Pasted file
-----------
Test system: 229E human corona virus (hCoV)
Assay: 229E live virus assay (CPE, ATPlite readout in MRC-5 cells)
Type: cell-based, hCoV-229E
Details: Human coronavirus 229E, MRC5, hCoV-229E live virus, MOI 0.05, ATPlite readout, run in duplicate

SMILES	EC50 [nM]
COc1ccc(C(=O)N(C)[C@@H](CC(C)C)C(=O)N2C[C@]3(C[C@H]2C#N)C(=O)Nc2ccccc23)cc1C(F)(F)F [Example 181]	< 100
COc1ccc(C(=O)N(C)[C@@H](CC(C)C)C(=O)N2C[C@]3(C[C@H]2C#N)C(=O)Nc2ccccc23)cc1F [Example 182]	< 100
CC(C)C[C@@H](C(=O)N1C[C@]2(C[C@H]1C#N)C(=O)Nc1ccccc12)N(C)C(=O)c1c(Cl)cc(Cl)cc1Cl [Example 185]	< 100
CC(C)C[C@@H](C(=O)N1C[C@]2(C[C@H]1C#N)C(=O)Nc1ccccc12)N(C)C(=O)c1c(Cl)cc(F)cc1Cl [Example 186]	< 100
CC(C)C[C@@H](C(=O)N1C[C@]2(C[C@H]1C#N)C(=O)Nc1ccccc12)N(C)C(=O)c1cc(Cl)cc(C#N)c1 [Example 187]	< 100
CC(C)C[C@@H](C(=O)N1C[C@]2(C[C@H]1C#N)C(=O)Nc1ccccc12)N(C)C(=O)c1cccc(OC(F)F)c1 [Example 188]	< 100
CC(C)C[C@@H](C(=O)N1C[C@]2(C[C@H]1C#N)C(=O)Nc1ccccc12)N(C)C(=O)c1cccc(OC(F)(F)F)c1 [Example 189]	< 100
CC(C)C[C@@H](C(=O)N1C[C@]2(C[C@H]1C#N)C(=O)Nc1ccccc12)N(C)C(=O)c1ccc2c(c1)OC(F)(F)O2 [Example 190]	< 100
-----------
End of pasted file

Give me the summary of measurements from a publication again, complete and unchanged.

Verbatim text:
Test system: 229E human corona virus (hCoV)
Assay: 229E live virus assay (CPE, ATPlite readout in MRC-5 cells)
Type: cell-based, hCoV-229E
Details: Human coronavirus 229E, MRC5, hCoV-229E live virus, MOI 0.05, ATPlite readout, run in duplicate

SMILES	EC50 [nM]
COc1ccc(C(=O)N(C)[C@@H](CC(C)C)C(=O)N2C[C@]3(C[C@H]2C#N)C(=O)Nc2ccccc23)cc1C(F)(F)F [Example 181]	< 100
COc1ccc(C(=O)N(C)[C@@H](CC(C)C)C(=O)N2C[C@]3(C[C@H]2C#N)C(=O)Nc2ccccc23)cc1F [Example 182]	< 100
CC(C)C[C@@H](C(=O)N1C[C@]2(C[C@H]1C#N)C(=O)Nc1ccccc12)N(C)C(=O)c1c(Cl)cc(Cl)cc1Cl [Example 185]	< 100
CC(C)C[C@@H](C(=O)N1C[C@]2(C[C@H]1C#N)C(=O)Nc1ccccc12)N(C)C(=O)c1c(Cl)cc(F)cc1Cl [Example 186]	< 100
CC(C)C[C@@H](C(=O)N1C[C@]2(C[C@H]1C#N)C(=O)Nc1ccccc12)N(C)C(=O)c1cc(Cl)cc(C#N)c1 [Example 187]	< 100
CC(C)C[C@@H](C(=O)N1C[C@]2(C[C@H]1C#N)C(=O)Nc1ccccc12)N(C)C(=O)c1cccc(OC(F)F)c1 [Example 188]	< 100
CC(C)C[C@@H](C(=O)N1C[C@]2(C[C@H]1C#N)C(=O)Nc1ccccc12)N(C)C(=O)c1cccc(OC(F)(F)F)c1 [Example 189]	< 100
CC(C)C[C@@H](C(=O)N1C[C@]2(C[C@H]1C#N)C(=O)Nc1ccccc12)N(C)C(=O)c1ccc2c(c1)OC(F)(F)O2 [Example 190]	< 100